When you watch an advertisement for a new fast food product or a new piece of technology, you feel the need to buy it because of its appeal and the benefits it will tell you. Michigan State University did a study that showed that Facebook ads that promote beer indulge in alcohol consumption. The more ads someone sees on their social network account, the more likely they are to run to their favorite bar or grocery store and consume in an alcoholic beverage.

Alcohol advertising

Beer companies use contests, giveaways, and games for new followers on social media. For example, Coors Brewing Company promotes Coor Light through their app to earn experience points to win cash rewards like sports gear and tickets. You enter the codes that you find on a 12 pack or 15 pack of Coors Light and post those pictures on Instagram with a special hashtag, trivia where they serve Coors Light, or share those pictures on Facebook. There are also ads like Smirnoff Ice that shows four pints of the drink with the tagline “Know Your Limit.” In reality, drinking four pints of beer is considered dangerous.

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Social media posts

Social networking can propagandize the fun of drinking and recruit more people to join. Friends can organize happy hours and parties on Facebook as well as document those moments on Instagram, Snapchat, and other social networks. For example, there is a Facebook group called “Take Me Home, I’m Drunk” that has more than 3,500 members for anyone with the common interest in drinking, smoking, and partying. There is also a Facebook community called “Drunk People Doing Things” which has photos and videos of drunken behavior that has more than 720,000 members and two million followers on Instagram.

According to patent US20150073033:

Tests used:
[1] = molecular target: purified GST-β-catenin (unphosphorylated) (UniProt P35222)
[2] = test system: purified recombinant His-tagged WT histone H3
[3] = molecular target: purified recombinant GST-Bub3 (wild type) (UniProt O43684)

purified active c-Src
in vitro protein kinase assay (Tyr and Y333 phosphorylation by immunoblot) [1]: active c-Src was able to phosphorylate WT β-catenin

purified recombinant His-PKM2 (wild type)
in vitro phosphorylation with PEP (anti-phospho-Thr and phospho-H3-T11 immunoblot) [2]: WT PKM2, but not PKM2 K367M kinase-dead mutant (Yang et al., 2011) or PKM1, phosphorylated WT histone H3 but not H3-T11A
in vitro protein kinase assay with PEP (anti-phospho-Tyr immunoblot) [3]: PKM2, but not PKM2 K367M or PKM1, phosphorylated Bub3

Social media ads ruining sobriety

Seeing a bunch of Facebook ads on drinking can cause a relapse which can ruin all of the hard work you have done to achieve sobriety. Luckily on Facebook, there is a tool to block alcohol-related ads for six months, a year, or permanently. Facebook should also do an age-verification process in case people under the age of 21 see these ads and the same can be said to Twitter and ads on age-appropriate YouTube videos. Having beer ads flooding your social networking feeds can threaten your sobriety by luring you to buy a beer and either start or relapse your alcoholism.

Located in downtown Midland, The Springboard Center’s mission is to offer programs and services to treat alcohol and drug addiction treatment using an evidence based curriculum, 12 step programs, diet, nutrition, exercise, emotional, mental and spiritual development for a long recovery. For more information, please call us at 432-620-0255 as we are open 24 hours a day, 7 days a week.